[Part 1] What issues does AI pose for our lives?
[Part 2] How can we connect SF Prototyping with innovation?
[Part 3] What will the future relationship between social systems and AI be like?
Science fiction as the key to connecting people's imagination
The final topic of today's conversation is "what will the relationship between our social systems and AI be like in the future?" As we continue our relationship with AI towards a so-called VUCA(*) future, I believe the concept of SF Prototyping, proposed by Dr. Osawa, has an important role here. What do you think?
* VUCA is an acronym in business for volatility, uncertainty, complexity and ambiguity, and represents the unpredictable conditions of society. It was coined as a military term in the US in the 1990s.
Yes. Indeed, I think the future is something that we create together, rather than predict. It is important to shift towards a mindset from "maybe the future will be like this" to "I want the future to be like this." In doing so, science fiction is a perfect material. Of course, science fiction isn't all about a positive future. It also has bad examples that we can learn from. But if we take this in the form of a metaphor, I think it will give us new ideas.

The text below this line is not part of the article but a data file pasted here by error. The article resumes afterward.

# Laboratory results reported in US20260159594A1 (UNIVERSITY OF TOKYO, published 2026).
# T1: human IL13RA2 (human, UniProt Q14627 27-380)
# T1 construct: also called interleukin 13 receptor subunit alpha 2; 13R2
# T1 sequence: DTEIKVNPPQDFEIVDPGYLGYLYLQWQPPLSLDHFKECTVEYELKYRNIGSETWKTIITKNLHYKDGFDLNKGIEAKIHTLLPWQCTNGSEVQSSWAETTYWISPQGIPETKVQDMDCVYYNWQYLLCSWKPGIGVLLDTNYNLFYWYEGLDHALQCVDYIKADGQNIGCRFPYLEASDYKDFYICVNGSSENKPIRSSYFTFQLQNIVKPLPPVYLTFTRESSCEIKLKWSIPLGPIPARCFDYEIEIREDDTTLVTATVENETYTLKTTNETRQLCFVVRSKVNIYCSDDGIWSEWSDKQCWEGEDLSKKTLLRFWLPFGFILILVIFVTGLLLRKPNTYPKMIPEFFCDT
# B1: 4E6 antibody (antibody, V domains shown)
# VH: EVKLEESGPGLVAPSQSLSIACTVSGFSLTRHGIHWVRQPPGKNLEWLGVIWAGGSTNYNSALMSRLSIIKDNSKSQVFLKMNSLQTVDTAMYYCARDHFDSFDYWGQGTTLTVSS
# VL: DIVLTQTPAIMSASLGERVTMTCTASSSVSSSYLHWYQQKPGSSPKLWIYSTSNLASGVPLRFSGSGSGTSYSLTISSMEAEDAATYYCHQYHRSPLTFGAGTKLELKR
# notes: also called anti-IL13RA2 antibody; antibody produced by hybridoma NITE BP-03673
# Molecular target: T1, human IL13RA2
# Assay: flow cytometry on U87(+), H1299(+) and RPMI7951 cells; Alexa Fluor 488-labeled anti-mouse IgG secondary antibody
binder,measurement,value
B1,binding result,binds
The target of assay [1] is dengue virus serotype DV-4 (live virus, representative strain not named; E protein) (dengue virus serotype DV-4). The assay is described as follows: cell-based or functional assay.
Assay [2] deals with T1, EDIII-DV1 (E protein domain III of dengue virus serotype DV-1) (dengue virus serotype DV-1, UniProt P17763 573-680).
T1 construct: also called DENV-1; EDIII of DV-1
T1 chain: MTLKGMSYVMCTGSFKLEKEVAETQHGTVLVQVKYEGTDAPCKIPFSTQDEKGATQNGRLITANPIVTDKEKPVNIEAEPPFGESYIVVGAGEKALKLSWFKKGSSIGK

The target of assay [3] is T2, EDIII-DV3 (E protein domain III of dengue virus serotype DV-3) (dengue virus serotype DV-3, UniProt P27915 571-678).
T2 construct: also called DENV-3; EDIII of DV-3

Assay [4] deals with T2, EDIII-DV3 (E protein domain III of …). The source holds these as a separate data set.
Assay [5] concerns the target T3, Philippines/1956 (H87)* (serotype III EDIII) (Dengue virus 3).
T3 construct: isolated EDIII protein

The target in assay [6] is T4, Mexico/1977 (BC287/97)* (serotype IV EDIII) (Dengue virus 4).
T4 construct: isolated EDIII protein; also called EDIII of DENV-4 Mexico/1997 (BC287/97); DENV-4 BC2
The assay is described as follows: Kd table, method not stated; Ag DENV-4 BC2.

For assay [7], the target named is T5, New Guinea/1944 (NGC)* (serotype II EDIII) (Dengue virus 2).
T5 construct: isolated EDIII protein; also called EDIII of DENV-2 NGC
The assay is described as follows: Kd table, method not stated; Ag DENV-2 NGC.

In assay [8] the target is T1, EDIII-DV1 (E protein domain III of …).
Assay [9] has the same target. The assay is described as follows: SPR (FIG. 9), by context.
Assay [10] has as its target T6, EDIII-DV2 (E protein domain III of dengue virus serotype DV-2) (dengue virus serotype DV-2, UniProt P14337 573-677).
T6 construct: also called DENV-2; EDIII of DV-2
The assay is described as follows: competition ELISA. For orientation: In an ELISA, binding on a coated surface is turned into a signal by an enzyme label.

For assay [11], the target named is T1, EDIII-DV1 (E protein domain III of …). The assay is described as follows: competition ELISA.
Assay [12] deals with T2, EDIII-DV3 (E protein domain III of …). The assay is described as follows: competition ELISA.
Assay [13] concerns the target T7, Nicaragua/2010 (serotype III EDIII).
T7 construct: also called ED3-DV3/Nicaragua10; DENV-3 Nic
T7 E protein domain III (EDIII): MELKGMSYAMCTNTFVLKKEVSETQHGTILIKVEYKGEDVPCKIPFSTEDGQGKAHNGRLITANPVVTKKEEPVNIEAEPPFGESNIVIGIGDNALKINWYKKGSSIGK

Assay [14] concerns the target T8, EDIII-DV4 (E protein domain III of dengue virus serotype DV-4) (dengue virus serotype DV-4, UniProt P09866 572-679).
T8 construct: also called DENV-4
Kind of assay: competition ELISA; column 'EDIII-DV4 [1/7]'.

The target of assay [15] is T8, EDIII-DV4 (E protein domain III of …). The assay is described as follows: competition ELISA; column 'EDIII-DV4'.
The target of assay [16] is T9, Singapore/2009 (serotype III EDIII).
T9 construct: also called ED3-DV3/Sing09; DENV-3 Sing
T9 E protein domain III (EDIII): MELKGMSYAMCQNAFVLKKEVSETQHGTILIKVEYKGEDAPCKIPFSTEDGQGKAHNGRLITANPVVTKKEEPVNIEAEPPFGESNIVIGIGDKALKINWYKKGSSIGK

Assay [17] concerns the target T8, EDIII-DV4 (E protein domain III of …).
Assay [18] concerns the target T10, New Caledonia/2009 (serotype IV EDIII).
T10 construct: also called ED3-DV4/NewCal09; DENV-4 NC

Once AI penetrates into our social systems, it will be automated in a way that supports human thoughts. In addition, society will almost certainly become unpredictable. When that time comes, we need to think about what we want to do, from the standpoint of community and society. This can be said for companies too — they need to think about utilizing AI within society, not only within the company but also with customers. As a communication tool to make this happen, I regard science fiction as the key to connecting people's imaginations.
I think Japan is a country that is capable of doing so, having many extraordinary pieces of fiction. I hope that people will properly utilize science fiction's ability and use it as material for thought to create a better future.
Scary AI and Good AI